Disruptive research

Foundational technologies to set future standards


Disruptive research

Fundamental research underpins Nokia Bell Labs’ mission to innovate the technologies and make the discoveries that improve human existence. Our research laid the foundations the for digital world we live in, the software that powers that world and the communications networks that connect it. Bell Labs research today follows many diverse trajectories, though the target always remains the same: devising the technologies that will have the most sustained impact on the service providers, enterprises and industries Nokia serves.

Disruptive research areas


Future of security

As the nature and scale of information networks evolve, so do the nature and scale of security threats. We are developing innovative end-to-end security solutions that will protect data in an increasingly intricate and complex world of interconnected networks, hyper-distributed cloud and industrial IoT systems that could potentially expose billions of points of vulnerability. To that end, we are building zero-trust architectures that span hardware infrastructure, cloud applications and DevSecOps technologies to provide continuous proactive security monitoring and mitigation of both existing and new threats.


Future of robotics

The robots of the future will be deployed both on a massive scale and on a very intimate scale. We are innovating the orchestration technologies that will allow a multitude of diverse, low-cost robots to work together efficiently and flexibly with minimal or no human guidance. Simultaneously, we are developing the intent-based technologies enabling a new generation of cooperative robots. These co-bots will attend to the personal needs of individuals and allow them to program them to perform complex tasks through the use of simple, intuitive commands.


Future networks

As the 6G era dawns, the focus of the network is shifting away from data connectivity and devices, and re-centering on human beings. To reflect this shift, we are transforming the nature of networks, evolving them into the dynamic, deterministic, analytic, autonomous, ultra-secure, ultra-reliable systems that will merge the digital, physical and biological worlds.


Future of artificial intelligence and machine learning

We are building a new generation of AI/ML systems and algorithms that will not only achieve human levels of intelligence but also far surpass humans’ ability to understand the physical world. AI will no longer be an elevated technology used only by experts. It will augment people from every walk of life, helping them solve simple and complex problems they encounter each day through intuitive, easily accessible interfaces.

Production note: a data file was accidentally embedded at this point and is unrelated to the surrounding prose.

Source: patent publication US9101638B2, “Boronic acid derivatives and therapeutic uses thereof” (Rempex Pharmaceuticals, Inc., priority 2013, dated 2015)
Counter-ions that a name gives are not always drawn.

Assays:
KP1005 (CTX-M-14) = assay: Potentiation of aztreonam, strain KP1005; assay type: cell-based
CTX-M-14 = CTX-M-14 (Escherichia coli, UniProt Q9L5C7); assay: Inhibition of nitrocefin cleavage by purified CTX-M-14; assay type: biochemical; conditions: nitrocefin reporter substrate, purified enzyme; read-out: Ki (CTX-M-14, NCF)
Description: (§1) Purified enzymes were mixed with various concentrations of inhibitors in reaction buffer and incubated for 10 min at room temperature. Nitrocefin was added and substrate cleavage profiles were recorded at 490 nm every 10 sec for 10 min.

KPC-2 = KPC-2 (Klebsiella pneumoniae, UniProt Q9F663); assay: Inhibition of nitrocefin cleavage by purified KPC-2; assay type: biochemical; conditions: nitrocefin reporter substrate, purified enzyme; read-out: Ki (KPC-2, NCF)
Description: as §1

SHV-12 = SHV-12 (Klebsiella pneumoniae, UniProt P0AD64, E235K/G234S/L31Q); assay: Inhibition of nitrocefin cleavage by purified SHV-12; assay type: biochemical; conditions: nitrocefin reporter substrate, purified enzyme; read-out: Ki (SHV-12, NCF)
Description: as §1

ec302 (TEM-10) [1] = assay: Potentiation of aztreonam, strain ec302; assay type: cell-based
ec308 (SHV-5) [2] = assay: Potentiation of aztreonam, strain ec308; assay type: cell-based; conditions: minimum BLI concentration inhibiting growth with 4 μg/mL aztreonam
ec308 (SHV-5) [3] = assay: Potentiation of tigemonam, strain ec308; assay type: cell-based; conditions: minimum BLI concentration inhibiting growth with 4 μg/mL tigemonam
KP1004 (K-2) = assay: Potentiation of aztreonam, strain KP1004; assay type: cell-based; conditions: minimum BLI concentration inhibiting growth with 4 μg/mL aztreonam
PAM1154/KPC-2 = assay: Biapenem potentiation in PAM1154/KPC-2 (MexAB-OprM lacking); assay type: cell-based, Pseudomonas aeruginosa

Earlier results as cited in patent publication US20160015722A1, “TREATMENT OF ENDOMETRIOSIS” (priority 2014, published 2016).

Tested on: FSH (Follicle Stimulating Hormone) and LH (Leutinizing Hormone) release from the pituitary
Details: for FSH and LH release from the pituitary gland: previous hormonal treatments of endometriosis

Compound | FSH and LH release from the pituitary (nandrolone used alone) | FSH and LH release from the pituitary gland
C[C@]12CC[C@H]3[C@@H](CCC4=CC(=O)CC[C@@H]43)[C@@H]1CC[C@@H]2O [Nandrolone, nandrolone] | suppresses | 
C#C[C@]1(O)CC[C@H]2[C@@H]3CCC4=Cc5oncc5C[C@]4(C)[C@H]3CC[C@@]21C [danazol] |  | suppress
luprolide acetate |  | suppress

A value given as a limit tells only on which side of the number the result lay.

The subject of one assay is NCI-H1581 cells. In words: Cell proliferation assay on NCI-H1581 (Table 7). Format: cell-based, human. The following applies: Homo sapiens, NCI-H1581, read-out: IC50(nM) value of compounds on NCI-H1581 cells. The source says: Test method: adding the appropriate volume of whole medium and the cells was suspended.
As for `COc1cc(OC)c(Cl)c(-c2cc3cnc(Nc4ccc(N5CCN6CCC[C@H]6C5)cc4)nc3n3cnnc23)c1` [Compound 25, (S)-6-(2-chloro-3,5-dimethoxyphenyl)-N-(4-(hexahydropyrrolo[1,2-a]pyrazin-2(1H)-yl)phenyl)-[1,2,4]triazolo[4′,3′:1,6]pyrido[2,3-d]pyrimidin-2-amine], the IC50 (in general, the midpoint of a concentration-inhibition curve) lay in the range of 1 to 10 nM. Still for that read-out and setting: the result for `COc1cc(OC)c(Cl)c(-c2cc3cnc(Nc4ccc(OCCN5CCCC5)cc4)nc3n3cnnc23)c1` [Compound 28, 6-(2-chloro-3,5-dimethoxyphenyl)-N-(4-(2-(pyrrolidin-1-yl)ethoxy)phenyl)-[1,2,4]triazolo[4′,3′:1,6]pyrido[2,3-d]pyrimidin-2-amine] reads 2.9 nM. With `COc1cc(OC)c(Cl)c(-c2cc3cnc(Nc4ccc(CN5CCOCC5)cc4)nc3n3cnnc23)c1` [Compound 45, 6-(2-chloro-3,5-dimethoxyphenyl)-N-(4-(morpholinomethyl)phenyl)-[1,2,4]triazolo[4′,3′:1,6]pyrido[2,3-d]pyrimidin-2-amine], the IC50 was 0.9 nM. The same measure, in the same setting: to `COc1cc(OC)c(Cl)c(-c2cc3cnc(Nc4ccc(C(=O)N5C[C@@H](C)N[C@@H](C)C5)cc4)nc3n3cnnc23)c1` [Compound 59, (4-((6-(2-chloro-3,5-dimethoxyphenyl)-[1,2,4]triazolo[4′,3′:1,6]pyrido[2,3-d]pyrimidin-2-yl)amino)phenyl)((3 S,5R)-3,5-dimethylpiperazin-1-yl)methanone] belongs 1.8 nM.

Future of digital/physical interactions

We are developing invisible sensing and contextualization technologies that monitor, map and interpret the physical world, including our own inner physiologies. These technologies will open a new world of interaction modalities beyond text, audio and video; give us an unprecedented level of understanding about ourselves and the environments we occupy; and unlock the ability to manipulate our environment through mixed-reality means.

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Future of data and computing

Databases are evolving from passive systems to active systems, within which data lives a dynamic “life.” We are reimagining the fundamental ways in which data is represented, structured, processed and stored to create a new generation of computing systems to meet these challenges. To that end, we are investigating new analog computing paradigms, including quantum computing and Ising machines.

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Autonomous software systems

We are innovating software that will determine human intent and execute the appropriate actions to achieve those intents. These systems will gather data, extract insights and deduce context about complex tasks or problems, and they will ultimately be able to devise and implement solutions to those problems – all without direct human guidance. Furthermore, these fully autonomous software systems will be able to self-assemble and self-morph, allowing them to adjust their capabilities for any given context or environment.


Shannon-optimized networking

We are devising the technologies that will push network capacity ever closer to the fundamental theoretical limits defined by Claude Shannon. Future wireless and optical systems will have the flexibility to adapt at a moment’s notice to handle any application or communications task, while delivering universal, pervasive access anywhere on the globe. Those architectures will be hyper-efficient, driving down the costs of delivering information to meet the growing, insatiable demand for capacity and connectivity.